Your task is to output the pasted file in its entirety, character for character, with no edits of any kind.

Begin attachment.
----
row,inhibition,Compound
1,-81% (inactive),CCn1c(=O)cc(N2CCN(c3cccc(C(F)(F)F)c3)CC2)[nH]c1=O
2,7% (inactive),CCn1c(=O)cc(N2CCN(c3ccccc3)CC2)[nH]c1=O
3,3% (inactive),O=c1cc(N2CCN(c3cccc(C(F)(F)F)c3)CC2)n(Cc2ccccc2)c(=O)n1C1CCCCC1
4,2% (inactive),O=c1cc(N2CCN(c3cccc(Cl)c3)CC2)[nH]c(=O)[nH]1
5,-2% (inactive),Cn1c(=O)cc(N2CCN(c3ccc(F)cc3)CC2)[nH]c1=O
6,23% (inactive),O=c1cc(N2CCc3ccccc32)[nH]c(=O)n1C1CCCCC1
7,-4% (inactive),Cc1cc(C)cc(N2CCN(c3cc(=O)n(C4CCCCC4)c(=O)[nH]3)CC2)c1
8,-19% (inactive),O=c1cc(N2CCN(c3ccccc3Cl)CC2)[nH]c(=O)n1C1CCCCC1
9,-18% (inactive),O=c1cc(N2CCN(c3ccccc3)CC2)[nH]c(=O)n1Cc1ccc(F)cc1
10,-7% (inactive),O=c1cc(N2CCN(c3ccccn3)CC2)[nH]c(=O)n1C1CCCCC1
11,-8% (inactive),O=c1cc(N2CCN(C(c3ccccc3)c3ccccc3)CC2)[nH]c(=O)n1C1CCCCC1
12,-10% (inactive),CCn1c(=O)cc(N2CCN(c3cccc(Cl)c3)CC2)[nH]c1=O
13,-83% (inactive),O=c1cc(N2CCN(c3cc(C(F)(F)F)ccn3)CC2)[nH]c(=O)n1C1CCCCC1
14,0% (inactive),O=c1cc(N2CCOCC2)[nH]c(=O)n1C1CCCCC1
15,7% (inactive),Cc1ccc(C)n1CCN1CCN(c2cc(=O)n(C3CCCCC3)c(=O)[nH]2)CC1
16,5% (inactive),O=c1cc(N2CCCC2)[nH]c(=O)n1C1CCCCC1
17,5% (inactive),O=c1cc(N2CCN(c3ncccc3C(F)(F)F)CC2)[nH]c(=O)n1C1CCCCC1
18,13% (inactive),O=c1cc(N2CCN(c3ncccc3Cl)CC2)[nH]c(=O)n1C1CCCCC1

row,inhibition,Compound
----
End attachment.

row,inhibition,Compound
1,-81% (inactive),CCn1c(=O)cc(N2CCN(c3cccc(C(F)(F)F)c3)CC2)[nH]c1=O
2,7% (inactive),CCn1c(=O)cc(N2CCN(c3ccccc3)CC2)[nH]c1=O
3,3% (inactive),O=c1cc(N2CCN(c3cccc(C(F)(F)F)c3)CC2)n(Cc2ccccc2)c(=O)n1C1CCCCC1
4,2% (inactive),O=c1cc(N2CCN(c3cccc(Cl)c3)CC2)[nH]c(=O)[nH]1
5,-2% (inactive),Cn1c(=O)cc(N2CCN(c3ccc(F)cc3)CC2)[nH]c1=O
6,23% (inactive),O=c1cc(N2CCc3ccccc32)[nH]c(=O)n1C1CCCCC1
7,-4% (inactive),Cc1cc(C)cc(N2CCN(c3cc(=O)n(C4CCCCC4)c(=O)[nH]3)CC2)c1
8,-19% (inactive),O=c1cc(N2CCN(c3ccccc3Cl)CC2)[nH]c(=O)n1C1CCCCC1
9,-18% (inactive),O=c1cc(N2CCN(c3ccccc3)CC2)[nH]c(=O)n1Cc1ccc(F)cc1
10,-7% (inactive),O=c1cc(N2CCN(c3ccccn3)CC2)[nH]c(=O)n1C1CCCCC1
11,-8% (inactive),O=c1cc(N2CCN(C(c3ccccc3)c3ccccc3)CC2)[nH]c(=O)n1C1CCCCC1
12,-10% (inactive),CCn1c(=O)cc(N2CCN(c3cccc(Cl)c3)CC2)[nH]c1=O
13,-83% (inactive),O=c1cc(N2CCN(c3cc(C(F)(F)F)ccn3)CC2)[nH]c(=O)n1C1CCCCC1
14,0% (inactive),O=c1cc(N2CCOCC2)[nH]c(=O)n1C1CCCCC1
15,7% (inactive),Cc1ccc(C)n1CCN1CCN(c2cc(=O)n(C3CCCCC3)c(=O)[nH]2)CC1
16,5% (inactive),O=c1cc(N2CCCC2)[nH]c(=O)n1C1CCCCC1
17,5% (inactive),O=c1cc(N2CCN(c3ncccc3C(F)(F)F)CC2)[nH]c(=O)n1C1CCCCC1
18,13% (inactive),O=c1cc(N2CCN(c3ncccc3Cl)CC2)[nH]c(=O)n1C1CCCCC1

row,inhibition,Compound